- Once your breathing is under control, try diaphragmatic breathing
When you feel better, stay in the resting position and continue pursed-lip breathing for five minutes or until you feel back to normal.
Positioning your body properly can help reduce breathlessness as well. Poor posture can make it difficult to breathe. Keeping your back straight will help.
- Place both feet on the ground
- Lean head and shoulders forward slightly.
- Rest your forearms on your thighs
- Keep your wrists and arms relaxed
You may also choose to lean forward with your forearms resting on a table for support.
- Spread your arms shoulder-width apart
- Rest forearms over a stable standing-level surface, such as a countertop, windowsill, bar, etc.
- Relax your shoulders
- Stand with one leg slightly forward, bent at the knee
- Lean your back against a wall, chair or counter
- Place your feet slightly apart
- Relax and lean your head and shoulders forward slightly
- Rest your hands lightly on your thighs or a piece of furniture
Budgeting your energy
Pace and plan your tasks so you can conserve energy wherever you can. These can be simple changes to your routine like limiting the number of times you need to walk upstairs, or sitting down while preparing supper.
Emotional stress can cause you to feel breathless. Here are some ideas for coping with anxiety to get your breathlessness under control.
- Think ahead and try to avoid situations that cause you stress
- Make plans for situations you cannot avoid. For example, this can mean arranging for a wheelchair if you are flying somewhere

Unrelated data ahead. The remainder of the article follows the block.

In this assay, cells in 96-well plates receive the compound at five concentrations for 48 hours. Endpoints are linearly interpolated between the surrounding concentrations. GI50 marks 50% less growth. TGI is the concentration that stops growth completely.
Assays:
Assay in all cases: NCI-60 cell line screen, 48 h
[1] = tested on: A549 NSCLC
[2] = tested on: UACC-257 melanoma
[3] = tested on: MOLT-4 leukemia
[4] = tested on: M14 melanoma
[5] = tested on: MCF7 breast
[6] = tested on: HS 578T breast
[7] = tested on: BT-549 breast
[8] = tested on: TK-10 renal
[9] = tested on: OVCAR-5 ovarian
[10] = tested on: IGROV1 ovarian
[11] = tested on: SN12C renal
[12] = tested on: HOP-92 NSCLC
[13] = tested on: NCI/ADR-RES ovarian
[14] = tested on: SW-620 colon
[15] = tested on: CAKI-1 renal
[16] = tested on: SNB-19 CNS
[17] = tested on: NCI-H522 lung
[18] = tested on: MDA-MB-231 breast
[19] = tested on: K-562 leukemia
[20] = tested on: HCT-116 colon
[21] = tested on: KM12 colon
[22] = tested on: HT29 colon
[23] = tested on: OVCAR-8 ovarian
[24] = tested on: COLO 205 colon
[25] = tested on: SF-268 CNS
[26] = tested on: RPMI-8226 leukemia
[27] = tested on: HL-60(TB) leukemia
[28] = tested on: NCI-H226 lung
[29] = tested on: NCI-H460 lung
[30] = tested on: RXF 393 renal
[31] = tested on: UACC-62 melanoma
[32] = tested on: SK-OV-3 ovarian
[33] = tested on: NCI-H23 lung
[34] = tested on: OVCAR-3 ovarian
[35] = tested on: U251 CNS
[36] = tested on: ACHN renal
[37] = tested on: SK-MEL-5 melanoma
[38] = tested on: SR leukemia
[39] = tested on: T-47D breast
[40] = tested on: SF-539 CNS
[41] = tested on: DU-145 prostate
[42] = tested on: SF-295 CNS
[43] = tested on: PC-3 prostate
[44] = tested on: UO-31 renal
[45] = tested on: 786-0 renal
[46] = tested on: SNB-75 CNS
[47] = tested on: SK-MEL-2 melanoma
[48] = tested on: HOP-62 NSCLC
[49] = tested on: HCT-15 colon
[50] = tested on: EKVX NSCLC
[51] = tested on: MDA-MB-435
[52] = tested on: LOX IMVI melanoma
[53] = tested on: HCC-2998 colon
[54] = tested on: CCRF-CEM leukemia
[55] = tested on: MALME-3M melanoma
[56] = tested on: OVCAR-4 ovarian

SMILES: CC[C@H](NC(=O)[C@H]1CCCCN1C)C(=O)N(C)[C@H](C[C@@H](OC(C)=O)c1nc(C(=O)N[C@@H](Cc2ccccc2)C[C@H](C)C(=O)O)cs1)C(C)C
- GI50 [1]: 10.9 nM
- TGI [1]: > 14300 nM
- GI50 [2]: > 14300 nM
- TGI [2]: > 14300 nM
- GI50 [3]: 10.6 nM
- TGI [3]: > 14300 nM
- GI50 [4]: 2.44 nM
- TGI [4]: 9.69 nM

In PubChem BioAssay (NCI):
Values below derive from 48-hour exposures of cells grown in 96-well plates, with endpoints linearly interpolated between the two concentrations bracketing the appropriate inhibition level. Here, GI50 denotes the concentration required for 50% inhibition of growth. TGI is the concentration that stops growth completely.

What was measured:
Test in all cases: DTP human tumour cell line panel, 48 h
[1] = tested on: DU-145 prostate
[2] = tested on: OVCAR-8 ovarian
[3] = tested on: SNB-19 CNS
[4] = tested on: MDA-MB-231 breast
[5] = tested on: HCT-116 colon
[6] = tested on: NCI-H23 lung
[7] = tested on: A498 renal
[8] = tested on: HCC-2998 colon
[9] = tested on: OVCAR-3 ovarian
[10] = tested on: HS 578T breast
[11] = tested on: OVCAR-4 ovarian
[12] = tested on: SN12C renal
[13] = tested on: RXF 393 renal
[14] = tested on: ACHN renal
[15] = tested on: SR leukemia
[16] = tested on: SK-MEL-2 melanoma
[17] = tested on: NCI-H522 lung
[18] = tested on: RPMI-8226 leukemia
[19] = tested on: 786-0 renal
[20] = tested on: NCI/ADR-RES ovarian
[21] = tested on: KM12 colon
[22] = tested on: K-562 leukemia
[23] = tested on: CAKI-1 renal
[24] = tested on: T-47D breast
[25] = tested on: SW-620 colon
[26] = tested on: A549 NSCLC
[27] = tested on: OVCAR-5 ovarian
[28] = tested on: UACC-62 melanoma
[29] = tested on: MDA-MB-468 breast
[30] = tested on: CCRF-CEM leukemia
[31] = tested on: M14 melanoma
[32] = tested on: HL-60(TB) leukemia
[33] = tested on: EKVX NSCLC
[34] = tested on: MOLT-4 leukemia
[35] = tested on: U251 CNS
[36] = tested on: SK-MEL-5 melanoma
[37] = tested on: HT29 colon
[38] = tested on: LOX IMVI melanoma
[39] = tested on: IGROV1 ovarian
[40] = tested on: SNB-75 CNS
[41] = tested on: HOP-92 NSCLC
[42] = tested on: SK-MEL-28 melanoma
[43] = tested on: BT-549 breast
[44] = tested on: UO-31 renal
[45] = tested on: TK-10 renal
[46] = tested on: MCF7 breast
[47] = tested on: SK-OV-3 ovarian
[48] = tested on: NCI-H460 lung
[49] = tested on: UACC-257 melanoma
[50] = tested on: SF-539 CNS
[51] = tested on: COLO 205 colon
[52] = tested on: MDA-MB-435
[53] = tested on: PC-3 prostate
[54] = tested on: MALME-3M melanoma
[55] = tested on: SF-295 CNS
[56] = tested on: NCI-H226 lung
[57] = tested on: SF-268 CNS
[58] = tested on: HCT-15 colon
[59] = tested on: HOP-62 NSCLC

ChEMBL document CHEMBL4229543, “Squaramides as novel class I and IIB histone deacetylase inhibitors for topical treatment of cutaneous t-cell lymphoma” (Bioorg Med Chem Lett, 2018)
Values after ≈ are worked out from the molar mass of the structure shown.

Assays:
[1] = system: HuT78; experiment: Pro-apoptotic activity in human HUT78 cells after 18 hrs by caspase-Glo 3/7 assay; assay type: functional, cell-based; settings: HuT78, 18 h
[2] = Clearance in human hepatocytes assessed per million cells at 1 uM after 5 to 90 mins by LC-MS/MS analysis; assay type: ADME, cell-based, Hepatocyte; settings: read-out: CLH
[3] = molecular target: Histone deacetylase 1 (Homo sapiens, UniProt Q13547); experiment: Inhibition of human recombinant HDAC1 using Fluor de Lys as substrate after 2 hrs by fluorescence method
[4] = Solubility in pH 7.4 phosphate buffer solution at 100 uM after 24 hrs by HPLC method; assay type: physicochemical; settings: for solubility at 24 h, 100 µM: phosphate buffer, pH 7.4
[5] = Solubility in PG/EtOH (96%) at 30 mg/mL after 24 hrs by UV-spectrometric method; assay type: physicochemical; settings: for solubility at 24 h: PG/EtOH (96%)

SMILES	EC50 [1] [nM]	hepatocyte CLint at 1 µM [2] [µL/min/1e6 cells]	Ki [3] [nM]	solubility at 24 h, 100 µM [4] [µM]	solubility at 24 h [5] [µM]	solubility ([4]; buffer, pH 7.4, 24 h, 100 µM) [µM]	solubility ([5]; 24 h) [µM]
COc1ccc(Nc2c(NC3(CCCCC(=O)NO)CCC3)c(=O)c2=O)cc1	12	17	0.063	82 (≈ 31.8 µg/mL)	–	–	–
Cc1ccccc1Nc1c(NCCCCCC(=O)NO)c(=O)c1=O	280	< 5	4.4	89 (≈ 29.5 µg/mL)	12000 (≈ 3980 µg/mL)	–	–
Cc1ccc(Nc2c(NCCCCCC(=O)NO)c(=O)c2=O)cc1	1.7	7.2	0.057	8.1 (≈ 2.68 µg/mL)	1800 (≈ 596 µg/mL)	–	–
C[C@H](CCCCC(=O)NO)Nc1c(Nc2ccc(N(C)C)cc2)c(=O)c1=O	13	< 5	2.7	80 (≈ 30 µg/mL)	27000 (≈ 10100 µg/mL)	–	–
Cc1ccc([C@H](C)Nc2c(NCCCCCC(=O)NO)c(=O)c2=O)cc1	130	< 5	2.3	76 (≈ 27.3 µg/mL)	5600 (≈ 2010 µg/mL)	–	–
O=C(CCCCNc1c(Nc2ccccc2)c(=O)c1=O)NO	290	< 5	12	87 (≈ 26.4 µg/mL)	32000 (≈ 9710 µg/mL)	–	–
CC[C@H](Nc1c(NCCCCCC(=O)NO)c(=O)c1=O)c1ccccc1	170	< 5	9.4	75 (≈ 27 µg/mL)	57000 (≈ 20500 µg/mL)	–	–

- If you start feeling anxious, sit down, relax and practice pursed-lip breathing
- Talk to your friends and family about what makes you anxious. If they know, they can help you
- Consider therapy for your anxiety
- Relax and try to remember that not everything needs to be done in one day
- If you need help managing your anxiety, please speak with your primary health care team
This type of breathing helps to let out stale air and slow down your breathing. As you practice, try to exhale (breathe out) twice as long as you inhale (breathe in).
- With your mouth closed, breathe in a normal amount of air through your nose
- Purse your mouth as if you are whistling
- Keeping your lips pursed, slowly blow the air out through your mouth
The diaphragm is the main breathing muscle. If you know how to control this muscle well, it can help you with breathlessness. It is not hard.
- Relax your shoulders and sit comfortably in an easy chair
- Place your hands lightly on your stomach
- Breathe in slowly through your nose. Your stomach should rise under your hands
- Breathe out slowly through pursed lips. Your stomach should fall
Since there are many causes for COPD, there are many treatments. Your treatment will depend on your health problem. You will follow the best treatment care plan for your own problem. The goal of treatment is to improve your breathing and airflow. Members of your health care team will help you meet your goals.
Optimize your breathing
Learn how to breathe
- Slow your breathing. Make sure breathing out takes longer than breathing in. Try not to force the air out
- As you breathe out, tighten your lips as if you are breathing out through a straw. This is called pursed-lip breathing. If you have emphysema, make sure you breathe out with pursed lips
- Do not hold your breath. Breathe normally in and out when you do your daily activities such as shave, apply makeup, climb stairs, lift things and bend over
Cough and clear your sputum
- If you have sputum, you must cough it up. You should try to cough sputum up at least 4 times a day. Try taking some water before you cough.
- If you cough up blood, contact your doctor
Avoid things that affect your breathing
- If you smoke, you must stop. If you continue to smoke you will continue to damage your lungs. If you need help quitting smoking, please speak with your primary health care team
- Avoid strong smelling sprays, perfumes, fumes and things you are allergic to
- Cover your nose and mouth when you go into cold air